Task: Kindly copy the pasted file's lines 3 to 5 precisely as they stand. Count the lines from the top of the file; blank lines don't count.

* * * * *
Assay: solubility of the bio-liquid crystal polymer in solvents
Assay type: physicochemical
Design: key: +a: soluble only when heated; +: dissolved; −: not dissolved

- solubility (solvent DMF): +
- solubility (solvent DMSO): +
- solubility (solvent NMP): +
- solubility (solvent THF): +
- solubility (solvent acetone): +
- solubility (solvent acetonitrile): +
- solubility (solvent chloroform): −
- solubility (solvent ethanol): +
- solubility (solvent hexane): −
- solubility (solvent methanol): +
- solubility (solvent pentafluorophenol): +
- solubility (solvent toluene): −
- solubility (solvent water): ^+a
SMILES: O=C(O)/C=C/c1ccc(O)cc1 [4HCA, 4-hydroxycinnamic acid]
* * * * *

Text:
Design: key: +a: soluble only when heated; +: dissolved; −: not dissolved

- solubility (solvent DMF): +
- solubility (solvent DMSO): +